For the first time in the United States, stem cells have been directly injected into the spinal cord of a patient, researchers announced Thursday.
Doctors injected stem cells from 8-week-old fetal tissue into the spine of a man in his early 60s who has advanced ALS, or amyotrophic lateral sclerosis. It was part of a clinical trial designed to determine whether it is safe to inject stem cells into the spinal cord and whether the cells themselves are safe (…)
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Researchers at NYU Langone Medical Center have created stem cells from the eggs of aging mice that could be used for reproductive purposes and regenerative medicine. The study, published in April issue of Aging Cell, found that even though the eggs from older females were slightly less efficient at making stem cells than those from younger females, the capacity to create stem cells was sustained.
The use of human embryos for therapeutic or diagnostic purposes which are applied to the human embryo and are useful to it is patentable, but their use for purposes of scientific research is not patentable
Mr Oliver Brüstle is the holder of a patent, filed on 19 December 1997, which concerns isolated and purified neural precursor1 cells produced from human embryonic stem cells used to treat neurological diseases. According to the information supplied by Mr Brüstle, there are already clinical applications, particularly for patients suffering from Parkinson’s disease.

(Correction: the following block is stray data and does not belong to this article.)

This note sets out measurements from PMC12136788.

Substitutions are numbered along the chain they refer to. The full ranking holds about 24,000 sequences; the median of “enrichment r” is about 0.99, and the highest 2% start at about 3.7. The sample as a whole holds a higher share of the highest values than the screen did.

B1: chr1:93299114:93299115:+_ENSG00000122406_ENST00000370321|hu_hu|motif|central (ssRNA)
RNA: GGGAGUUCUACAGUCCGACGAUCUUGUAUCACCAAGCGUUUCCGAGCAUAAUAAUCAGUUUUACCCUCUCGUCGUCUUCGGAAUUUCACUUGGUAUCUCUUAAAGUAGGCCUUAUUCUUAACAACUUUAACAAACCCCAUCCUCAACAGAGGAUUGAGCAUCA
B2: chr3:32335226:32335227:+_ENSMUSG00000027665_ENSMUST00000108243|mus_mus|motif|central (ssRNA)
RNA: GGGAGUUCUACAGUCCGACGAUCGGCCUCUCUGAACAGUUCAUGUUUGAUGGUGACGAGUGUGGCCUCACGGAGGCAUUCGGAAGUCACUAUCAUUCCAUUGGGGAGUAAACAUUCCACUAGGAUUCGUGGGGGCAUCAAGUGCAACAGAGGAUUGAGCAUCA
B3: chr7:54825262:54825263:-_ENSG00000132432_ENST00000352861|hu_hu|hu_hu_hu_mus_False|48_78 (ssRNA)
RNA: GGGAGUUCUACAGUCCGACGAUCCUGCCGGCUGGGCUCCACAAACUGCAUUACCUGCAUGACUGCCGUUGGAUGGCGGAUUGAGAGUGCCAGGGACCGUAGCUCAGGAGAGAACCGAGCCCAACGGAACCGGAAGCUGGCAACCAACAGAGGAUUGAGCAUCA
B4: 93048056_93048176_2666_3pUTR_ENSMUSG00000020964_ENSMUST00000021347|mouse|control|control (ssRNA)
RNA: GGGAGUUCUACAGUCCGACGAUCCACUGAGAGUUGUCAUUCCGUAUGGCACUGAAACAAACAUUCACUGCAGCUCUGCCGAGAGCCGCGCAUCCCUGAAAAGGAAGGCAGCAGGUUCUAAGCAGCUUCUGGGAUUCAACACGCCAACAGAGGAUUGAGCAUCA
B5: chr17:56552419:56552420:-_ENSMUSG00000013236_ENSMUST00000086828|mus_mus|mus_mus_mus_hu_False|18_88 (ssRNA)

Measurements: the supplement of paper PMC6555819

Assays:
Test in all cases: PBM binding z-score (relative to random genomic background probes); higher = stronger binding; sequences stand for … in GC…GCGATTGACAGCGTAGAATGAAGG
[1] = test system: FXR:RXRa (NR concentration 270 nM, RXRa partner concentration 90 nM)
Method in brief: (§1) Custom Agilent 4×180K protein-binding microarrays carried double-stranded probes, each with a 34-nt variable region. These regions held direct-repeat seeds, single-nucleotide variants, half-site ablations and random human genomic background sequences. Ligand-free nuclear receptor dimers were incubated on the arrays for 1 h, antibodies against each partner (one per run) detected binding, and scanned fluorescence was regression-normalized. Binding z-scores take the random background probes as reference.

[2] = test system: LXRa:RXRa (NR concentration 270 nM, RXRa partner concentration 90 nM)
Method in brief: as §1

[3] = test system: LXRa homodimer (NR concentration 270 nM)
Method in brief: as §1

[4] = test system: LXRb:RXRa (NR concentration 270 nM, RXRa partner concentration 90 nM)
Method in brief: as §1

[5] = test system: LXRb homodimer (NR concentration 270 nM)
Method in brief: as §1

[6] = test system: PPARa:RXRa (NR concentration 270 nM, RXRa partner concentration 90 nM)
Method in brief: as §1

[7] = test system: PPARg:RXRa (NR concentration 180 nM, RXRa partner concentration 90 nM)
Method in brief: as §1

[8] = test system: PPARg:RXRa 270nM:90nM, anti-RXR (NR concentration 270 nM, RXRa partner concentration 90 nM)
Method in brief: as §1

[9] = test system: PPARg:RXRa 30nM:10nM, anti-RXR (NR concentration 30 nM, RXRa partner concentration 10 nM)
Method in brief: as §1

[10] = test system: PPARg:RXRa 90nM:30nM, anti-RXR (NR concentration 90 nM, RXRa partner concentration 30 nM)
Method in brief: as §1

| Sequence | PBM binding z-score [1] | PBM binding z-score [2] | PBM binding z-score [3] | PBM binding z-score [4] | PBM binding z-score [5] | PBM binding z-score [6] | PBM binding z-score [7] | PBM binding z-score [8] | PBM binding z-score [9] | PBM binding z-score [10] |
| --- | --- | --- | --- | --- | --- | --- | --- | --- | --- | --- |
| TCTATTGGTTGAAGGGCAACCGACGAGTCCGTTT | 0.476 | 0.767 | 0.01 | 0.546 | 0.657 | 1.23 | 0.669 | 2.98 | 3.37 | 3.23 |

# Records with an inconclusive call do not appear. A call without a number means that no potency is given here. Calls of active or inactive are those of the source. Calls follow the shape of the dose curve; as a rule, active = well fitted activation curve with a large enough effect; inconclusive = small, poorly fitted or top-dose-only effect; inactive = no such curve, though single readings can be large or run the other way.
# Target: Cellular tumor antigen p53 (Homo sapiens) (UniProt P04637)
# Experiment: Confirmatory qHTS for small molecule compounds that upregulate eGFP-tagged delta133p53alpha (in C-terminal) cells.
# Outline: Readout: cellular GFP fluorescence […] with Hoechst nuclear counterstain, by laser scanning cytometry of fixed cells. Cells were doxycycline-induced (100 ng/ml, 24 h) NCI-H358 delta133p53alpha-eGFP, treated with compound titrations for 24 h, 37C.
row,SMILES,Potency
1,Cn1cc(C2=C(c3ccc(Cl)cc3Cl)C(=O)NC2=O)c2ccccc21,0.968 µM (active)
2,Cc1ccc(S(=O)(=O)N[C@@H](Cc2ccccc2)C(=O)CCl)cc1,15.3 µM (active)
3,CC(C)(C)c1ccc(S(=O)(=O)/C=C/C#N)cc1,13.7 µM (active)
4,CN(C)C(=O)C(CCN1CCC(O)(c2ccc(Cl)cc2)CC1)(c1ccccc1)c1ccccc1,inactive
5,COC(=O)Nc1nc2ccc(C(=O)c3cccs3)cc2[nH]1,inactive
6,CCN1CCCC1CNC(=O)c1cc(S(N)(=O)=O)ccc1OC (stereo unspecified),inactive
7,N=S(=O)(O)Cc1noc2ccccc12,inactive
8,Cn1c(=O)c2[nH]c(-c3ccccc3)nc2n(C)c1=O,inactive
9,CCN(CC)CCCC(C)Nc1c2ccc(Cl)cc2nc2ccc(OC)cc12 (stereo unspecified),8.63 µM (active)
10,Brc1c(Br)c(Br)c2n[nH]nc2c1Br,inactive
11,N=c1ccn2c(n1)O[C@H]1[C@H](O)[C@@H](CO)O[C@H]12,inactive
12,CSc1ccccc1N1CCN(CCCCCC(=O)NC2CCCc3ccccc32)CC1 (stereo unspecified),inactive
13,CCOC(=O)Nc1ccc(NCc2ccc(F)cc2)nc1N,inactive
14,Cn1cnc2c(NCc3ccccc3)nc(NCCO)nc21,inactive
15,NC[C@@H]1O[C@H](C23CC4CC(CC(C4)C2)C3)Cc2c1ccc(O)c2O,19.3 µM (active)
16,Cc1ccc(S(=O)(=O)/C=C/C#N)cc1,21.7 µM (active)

On application by Greenpeace e.V., the Bundespatentgericht (Federal Patent Court, Germany) ruled that
A recent report published in the medical journal Stem Cell Reports, sheds light on breakthrough research regarding the use of thyroid cells derived from stem cells for new therapies. Scientists at Boston University’s School Medicine led the work.
They have pinpointed a means of efficiently engineering thyroid cells by way of stem cells that will eventually help analyze and treat thyroid diseases (…)
The breakthrough described above was discovered after studies were performed on mice. Stem cells are valued as they can mature into an array of different cell types.
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Italy’s Constitutional Court relaxed parts of a law on artificial procreation that had imposed strict rules for fertility treatments.
The judges struck down as unconstitutional one of the most contested sections of the 2004 law, which said only three embryos could be created at one time, and all had to be implanted in the patient’s womb, a court spokesman said.
The judges also introduced stronger wording to ensure that embryos are implanted only if it doesn’t endanger the woman’s health, said spokesman Giovanni Gattarino.
The issue had been put before the constitutional judges by lower administrative and civil